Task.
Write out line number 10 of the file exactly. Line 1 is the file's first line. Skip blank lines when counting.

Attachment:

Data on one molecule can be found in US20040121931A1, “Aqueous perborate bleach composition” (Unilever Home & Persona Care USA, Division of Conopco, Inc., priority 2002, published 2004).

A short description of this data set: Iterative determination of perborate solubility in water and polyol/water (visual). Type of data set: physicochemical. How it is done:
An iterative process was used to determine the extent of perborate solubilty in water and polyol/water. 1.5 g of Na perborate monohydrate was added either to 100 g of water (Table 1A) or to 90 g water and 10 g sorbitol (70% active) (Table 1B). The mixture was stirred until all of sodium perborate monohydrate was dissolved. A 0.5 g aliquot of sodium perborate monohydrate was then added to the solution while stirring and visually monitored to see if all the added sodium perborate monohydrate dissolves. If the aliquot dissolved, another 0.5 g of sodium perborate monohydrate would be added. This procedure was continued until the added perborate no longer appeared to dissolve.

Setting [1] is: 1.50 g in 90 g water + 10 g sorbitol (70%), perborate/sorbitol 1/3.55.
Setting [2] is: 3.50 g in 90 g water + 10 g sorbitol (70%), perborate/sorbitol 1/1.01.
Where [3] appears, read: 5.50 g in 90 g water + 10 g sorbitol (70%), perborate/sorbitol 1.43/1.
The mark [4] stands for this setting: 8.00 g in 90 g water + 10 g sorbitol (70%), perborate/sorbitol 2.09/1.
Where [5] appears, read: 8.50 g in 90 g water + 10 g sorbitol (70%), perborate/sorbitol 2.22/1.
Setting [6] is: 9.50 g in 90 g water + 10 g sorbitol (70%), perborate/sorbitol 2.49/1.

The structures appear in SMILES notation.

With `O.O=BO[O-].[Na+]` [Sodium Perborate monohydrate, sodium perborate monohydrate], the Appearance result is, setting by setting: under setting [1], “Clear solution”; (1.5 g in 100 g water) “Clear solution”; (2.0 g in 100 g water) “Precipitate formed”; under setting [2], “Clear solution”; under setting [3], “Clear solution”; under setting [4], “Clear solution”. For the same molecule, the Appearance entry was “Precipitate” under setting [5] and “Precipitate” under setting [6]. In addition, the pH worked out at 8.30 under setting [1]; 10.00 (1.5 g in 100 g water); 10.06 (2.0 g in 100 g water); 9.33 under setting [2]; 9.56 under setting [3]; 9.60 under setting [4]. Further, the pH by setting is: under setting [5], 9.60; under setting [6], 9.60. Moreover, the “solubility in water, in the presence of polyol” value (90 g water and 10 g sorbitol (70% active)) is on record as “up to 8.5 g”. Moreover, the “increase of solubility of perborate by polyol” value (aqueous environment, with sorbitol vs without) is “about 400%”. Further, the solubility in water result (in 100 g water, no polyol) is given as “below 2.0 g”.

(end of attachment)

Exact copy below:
The structures appear in SMILES notation.